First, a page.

Disc 4 of 25. This disc contains singles that peaked on the charts between August 1970 - September 1971. I wasn't listening to much radio back then, so I either learned of the songs later or I was introduced to them through this disc. Lots of country and folk influences on this one. This isn't one of my favorite volumes of this series, but I'm awarding bonus points for the photo of 8-track tapes on the cover. With my middle-aged eyes, I can make out tapes from Seals & Croft, Jethro Tull, Bread, and Dueling Banjos.
- Yellow River - Christie: Peaked at #23 in November 1970. Not as big in the US as it was worldwide, this is easy pop, but I can take it or leave it.
- Rose Garden - Lynn Anderson: Peaked at #3 in February 1971. A #1 country hit, it could easily have been a '60s girl group hit. One of those great songs where the meaning of the lyrics are masked by the bouncy pop accompaniment.
- For The Good Times - Ray Price: Peaked at #11 in January 1971. Another #1 country hit, this ballad was written by Kris Kristofferson. The bland verse is saved by the strings/vibes accompaniment and a catchy chorus. I prefer the Al Green version, but that's just me.
- Help Me Make It Through The Night - Sammi Smith: Peaked at #8 in March 1971. Yet another #1 country hit and another Kristofferson composition. I never cared much for this one, but that's probably because I never slow danced with a pretty lady while it played. To my ear, this song bears more than passing resemblance to Stand By Your Man.
- Mr. Bojangles - The Nitty Gritty Birt Band: Peaked at #9 in February 1971. A familiar, catchy waltz that makes for a great sing-along. Written by country artist Jerry Jeff Walker. Without this accordion-laden song as a precedent, there probably wouldn't have been a Piano Man.
- Sweet Mary - Wadsworth Mansion: Peaked at #7 in February 1971. Who put a rock song on this disc? And who is Wadsworth Mansion? Needless to say, this one was new to me. I was indifferent to the song until they get a little funky at the 1:20 mark, and that completely changed my opinion of it. I'm digging the cowbell part, but then again I dig most cowbell parts.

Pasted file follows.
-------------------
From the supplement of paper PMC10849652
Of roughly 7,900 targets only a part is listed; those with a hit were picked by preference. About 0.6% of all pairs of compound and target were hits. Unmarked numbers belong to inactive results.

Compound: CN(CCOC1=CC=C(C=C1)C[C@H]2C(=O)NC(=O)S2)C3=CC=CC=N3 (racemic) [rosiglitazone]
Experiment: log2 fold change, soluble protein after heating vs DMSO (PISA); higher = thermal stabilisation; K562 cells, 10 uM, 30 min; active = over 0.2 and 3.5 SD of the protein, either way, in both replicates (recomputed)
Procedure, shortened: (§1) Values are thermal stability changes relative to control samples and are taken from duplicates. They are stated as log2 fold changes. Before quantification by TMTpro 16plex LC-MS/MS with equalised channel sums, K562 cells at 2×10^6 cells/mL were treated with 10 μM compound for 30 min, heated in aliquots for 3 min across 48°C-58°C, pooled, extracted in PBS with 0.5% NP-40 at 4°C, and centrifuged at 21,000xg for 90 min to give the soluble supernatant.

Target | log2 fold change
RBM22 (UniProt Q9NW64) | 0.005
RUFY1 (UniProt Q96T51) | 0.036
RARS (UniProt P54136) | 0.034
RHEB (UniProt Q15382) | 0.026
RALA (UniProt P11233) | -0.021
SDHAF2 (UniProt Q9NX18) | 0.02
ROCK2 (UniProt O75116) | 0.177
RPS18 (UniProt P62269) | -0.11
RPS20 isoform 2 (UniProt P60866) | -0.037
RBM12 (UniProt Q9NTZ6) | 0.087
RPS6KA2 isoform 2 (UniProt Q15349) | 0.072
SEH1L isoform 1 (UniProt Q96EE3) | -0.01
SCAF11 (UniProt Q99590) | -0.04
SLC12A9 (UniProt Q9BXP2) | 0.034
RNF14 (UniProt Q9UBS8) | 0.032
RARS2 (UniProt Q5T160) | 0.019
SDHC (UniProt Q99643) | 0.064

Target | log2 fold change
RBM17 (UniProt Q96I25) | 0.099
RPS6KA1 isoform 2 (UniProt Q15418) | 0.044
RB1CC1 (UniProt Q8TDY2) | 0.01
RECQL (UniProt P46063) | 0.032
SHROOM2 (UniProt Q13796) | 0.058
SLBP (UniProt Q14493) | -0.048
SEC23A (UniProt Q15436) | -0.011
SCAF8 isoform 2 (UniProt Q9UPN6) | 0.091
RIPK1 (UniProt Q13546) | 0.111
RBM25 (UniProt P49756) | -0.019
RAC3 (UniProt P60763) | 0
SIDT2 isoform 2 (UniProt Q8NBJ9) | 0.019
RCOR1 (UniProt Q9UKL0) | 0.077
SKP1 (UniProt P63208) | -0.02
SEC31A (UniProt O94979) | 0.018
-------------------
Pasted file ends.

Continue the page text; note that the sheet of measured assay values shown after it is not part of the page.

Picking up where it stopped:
- One Toke Over The Line - Brewer & Shipley: Peaked at #10 in April 1971. A hippie anthem about smoking pot, this is another one that doesn't do much for me, probably because the Brewer & Shipley attempt isn't the definitive version, this is:
(2:19 in, Welk calls the song a "modern spiritual" proving how hip he was.)
- Put Your Hand In The Hand - Ocean: Peaked at #2 in May 1971. Faithful readers of this blog know that I'm a preacher's kid. As you can probably guess, we sung this song ad nauseam at church in the '70s. It's not a bad folk song, I just can't take any more of it.
- Stay Awhile - The Bells: Peaked at #7 in May 1971. This duet soft-rock ballad is almost too precious, so of course I like it, especially the mournful harmonica solo and the wispy, close-miked vocals of Jacki Ralph.
- Woodstock - Matthews' Southern Comfort: Peaked at #23 in May 1971. Not a fan. Written by Joni Mitchell about the legendary 1969 rock festival, this song was a bigger hit for CSN&Y, who hit #11 the previous year (I don't care much for their version, either).
- Silver Bird - Mark Lindsay: Peaked at #25 in August 1970. Lindsay is best known as the lead singer for Paul Revere & the Raiders. I like this song because of its over-the-top arrangement/production sounds ready made for a TV variety show (which it very well could have been).
- I Ain't Got Time Anymore - The Glass Bottle: Peaked at #36 in September 1971. A less-than-average pop song, which seems like a fitting way to close out this CD.
Previously revisited for the blog: